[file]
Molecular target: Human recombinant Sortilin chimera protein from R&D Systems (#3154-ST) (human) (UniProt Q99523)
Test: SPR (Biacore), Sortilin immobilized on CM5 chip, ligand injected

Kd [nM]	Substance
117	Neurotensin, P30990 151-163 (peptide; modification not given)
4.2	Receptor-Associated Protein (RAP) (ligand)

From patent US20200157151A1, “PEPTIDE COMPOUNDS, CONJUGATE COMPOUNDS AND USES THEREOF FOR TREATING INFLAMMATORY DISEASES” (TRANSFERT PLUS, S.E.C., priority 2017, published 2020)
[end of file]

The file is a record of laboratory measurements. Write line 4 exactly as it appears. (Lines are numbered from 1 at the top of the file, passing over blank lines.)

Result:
117	Neurotensin, P30990 151-163 (peptide; modification not given)